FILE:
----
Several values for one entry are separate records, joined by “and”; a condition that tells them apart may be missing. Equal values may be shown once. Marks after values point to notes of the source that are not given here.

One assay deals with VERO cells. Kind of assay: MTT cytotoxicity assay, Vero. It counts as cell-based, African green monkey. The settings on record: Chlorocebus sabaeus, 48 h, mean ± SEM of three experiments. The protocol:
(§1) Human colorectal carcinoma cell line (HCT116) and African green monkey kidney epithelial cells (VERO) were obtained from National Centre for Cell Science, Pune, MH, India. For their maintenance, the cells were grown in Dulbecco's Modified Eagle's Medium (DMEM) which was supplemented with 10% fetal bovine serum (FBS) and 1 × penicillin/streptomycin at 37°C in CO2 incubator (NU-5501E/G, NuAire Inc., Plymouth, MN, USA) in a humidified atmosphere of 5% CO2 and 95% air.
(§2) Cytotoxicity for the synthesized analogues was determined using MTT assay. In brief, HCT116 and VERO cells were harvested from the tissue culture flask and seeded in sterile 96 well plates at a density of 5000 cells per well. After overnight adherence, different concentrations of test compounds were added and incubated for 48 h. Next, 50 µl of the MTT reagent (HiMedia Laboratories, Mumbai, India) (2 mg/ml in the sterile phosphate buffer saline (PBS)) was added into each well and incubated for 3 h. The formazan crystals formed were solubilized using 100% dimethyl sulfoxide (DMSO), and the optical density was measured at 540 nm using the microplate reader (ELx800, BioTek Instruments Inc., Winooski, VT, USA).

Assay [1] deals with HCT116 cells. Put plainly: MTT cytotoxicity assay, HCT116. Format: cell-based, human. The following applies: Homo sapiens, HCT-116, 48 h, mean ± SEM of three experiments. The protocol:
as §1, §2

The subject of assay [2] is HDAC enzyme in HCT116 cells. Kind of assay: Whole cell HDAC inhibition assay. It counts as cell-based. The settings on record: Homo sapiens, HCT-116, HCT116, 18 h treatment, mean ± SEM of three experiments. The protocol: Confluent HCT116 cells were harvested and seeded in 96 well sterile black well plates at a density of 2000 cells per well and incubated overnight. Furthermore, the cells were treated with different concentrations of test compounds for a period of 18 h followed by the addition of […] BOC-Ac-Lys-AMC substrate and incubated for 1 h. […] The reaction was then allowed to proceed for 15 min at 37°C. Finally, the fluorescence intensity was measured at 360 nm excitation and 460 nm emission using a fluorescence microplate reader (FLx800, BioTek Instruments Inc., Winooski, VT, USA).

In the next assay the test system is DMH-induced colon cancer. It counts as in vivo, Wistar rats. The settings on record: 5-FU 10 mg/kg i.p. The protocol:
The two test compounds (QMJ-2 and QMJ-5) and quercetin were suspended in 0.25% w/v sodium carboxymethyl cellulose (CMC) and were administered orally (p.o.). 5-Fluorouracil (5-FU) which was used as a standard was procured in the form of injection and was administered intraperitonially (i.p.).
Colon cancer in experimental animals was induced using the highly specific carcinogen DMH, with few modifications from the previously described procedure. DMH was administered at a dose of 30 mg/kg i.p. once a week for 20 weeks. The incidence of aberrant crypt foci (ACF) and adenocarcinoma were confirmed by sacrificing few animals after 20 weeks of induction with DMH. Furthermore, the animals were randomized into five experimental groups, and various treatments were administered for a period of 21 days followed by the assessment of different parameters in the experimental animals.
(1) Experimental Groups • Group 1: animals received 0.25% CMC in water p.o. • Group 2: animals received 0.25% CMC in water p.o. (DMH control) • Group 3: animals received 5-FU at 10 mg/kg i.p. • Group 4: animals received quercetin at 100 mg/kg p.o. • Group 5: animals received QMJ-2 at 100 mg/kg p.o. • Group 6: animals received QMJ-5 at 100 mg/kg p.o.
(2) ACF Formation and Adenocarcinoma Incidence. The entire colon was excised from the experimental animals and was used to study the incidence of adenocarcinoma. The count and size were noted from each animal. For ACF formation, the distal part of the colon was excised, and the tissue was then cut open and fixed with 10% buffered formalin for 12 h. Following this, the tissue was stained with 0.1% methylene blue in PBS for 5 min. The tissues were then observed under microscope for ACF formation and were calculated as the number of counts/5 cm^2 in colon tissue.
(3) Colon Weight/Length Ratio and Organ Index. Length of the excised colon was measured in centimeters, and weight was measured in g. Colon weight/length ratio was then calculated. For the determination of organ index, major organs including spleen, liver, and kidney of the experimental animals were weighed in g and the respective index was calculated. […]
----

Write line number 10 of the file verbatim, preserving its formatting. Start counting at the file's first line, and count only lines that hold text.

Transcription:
Colon cancer in experimental animals was induced using the highly specific carcinogen DMH, with few modifications from the previously described procedure. DMH was administered at a dose of 30 mg/kg i.p. once a week for 20 weeks. The incidence of aberrant crypt foci (ACF) and adenocarcinoma were confirmed by sacrificing few animals after 20 weeks of induction with DMH. Furthermore, the animals were randomized into five experimental groups, and various treatments were administered for a period of 21 days followed by the assessment of different parameters in the experimental animals.